R, over the years, has established itself as one of the world’s most widely used statistical programming languages and software. R is used in every domain you can imagine: healthcare, sports, and it’s been widely adopted in academia. It is open source and runs on the three major platforms: Linux, Mac, and Windows.
With every second that passes in the digital age, an excess of data is generated. Data that, when analyzed, usually becomes the key to solving many problems we face. This makes predictive analysis vital because it allows us to use statistics in predicting the outcome of events. Guess what—R has a plethora of built-in functions and packages that make building various predictive models seem effortless.
Now we will explore the basics of building a simple predictive model in R, with the help of RStudio. RStudio makes it easier to use R by providing a clean, intuitive user interface to interact with R, but everything can be done entirely in R if you are a devout command-line junkie. You will need to download and install R and RStudio for your specific platform, from here and here. We will use regression analysis to find the relationship between age and vital capacity (breathing capacity of the lungs).
Of course, we will need some data to work with. For this example, the dataset—found in the ISwR package—can be obtained in R through the Install Packages options under the Tools menu. (An alternative is to use the console in RStudio.) To use the library, we’ll need to load and attach it.
# install package
# load and attach package
View and clean data
Not all data comes in clean, ready-to-use form. Some may have values that, if not cleaned, yield wrong results when used. We will view a summary and tabular form of our dataset, vitcap2. A plot of the two variables (age and vital.capacity) may also help. Since our dataset contains no “unwanted” values, there’s no cleanup needed. (For larger datasets, there may be the need for subsetting.)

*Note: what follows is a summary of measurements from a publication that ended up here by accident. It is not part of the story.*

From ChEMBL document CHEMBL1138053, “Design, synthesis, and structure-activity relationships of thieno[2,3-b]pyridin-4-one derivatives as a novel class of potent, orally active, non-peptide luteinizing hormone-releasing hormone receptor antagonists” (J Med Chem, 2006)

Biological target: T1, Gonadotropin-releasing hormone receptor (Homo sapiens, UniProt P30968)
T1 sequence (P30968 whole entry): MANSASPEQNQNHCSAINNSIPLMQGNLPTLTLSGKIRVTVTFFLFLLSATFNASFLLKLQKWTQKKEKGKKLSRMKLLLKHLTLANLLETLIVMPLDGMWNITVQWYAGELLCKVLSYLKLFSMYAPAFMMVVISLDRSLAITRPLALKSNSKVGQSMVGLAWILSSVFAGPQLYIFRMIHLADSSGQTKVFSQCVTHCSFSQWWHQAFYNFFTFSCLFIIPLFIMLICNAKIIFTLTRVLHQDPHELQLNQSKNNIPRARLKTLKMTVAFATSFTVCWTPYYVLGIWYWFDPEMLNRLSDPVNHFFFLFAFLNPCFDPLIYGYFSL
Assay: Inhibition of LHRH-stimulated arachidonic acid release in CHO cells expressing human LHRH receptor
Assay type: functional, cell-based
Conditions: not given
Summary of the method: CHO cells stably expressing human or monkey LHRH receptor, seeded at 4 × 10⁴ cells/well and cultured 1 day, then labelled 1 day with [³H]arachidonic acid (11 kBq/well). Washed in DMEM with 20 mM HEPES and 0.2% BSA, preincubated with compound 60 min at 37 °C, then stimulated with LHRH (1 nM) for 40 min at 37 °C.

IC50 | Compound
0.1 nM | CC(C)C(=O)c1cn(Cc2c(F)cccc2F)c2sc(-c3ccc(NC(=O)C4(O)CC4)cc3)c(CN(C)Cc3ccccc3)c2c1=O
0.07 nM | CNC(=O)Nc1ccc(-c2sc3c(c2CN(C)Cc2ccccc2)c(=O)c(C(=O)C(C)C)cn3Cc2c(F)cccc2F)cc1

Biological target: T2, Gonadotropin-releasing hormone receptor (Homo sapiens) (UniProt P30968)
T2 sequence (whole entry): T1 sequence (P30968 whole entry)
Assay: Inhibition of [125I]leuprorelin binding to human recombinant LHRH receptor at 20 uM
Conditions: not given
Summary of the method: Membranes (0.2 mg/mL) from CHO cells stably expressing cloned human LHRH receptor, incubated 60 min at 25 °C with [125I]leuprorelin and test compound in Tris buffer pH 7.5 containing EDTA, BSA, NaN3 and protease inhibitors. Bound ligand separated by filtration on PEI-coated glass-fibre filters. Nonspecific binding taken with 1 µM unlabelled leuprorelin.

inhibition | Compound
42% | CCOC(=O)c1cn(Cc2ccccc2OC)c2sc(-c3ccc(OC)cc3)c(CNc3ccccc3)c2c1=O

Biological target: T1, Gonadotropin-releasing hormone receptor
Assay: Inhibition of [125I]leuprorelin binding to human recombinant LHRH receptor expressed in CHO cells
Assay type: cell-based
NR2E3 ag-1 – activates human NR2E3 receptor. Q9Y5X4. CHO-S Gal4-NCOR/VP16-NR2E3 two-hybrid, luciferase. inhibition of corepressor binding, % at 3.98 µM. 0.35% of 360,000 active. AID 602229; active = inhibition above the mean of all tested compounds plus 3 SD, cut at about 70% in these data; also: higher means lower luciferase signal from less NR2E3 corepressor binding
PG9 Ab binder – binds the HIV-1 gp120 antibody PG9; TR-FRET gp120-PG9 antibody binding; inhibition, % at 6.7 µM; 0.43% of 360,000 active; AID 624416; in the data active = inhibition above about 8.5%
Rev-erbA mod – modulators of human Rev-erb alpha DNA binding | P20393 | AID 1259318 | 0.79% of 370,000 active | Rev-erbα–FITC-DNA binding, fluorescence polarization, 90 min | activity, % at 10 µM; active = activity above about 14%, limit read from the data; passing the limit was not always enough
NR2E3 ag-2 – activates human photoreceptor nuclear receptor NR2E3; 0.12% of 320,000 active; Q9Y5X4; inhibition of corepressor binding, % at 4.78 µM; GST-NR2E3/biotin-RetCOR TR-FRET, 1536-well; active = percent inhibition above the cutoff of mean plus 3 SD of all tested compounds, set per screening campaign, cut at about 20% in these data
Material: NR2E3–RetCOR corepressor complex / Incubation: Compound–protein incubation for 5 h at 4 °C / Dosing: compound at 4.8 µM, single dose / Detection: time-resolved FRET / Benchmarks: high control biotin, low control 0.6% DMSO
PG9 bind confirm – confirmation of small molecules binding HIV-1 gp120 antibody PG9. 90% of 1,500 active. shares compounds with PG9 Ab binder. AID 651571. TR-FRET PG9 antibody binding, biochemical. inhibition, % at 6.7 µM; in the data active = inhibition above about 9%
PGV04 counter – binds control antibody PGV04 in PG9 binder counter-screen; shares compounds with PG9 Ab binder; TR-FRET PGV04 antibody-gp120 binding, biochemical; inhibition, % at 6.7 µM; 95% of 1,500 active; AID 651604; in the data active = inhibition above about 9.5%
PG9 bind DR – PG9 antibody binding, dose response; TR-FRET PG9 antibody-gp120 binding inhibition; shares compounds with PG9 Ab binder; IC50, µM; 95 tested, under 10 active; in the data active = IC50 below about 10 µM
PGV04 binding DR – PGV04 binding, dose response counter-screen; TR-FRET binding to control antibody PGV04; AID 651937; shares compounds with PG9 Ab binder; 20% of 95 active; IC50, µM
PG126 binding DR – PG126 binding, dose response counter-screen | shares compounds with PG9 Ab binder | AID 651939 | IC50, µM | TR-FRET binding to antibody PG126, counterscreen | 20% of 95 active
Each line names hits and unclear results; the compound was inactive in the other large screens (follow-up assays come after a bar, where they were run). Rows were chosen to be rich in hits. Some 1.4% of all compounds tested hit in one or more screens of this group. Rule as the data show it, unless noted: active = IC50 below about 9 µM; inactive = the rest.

# plot -- the dollar sign is used for extraction
Fit the model
To fit our model in R, there’s absolutely no work required, apart from entering some commands. The summary of the fitted model variable gives us all the clues needed, which fairly predict the vital capacity of a person given the age. To get our linear equation, the intercept and age coefficients are the most important values from the summary output. This equation is our prediction equation—It can predict the vital capacity given age as input.
# attach variables
# fit model
pred = lm(vital.capacity ~ age)
# model summary
Estimate Std. Error t value Pr(>|t|)
(Intercept) 6.033316 0.247487 24.378 < 2e-16 ***
age -0.040478 0.005881 -6.883 1.08e-09 ***
# abline helps see pattern; line color is red
VitalCapacity = 6.033316 - 0.040478(Age)
Easy! Now go on, and test the equation against some known age values. If entering the commands one at a time is not convenient, R Scripts can be employed. R Scripts enable you to enter all the commands and run them all at once.
R can produce far more complex models. Even in such cases, you are probably going to find packages that can handle almost all your needs and make your life easier. You can always check out various R online communities for help with anything from data subsetting to building apps from R.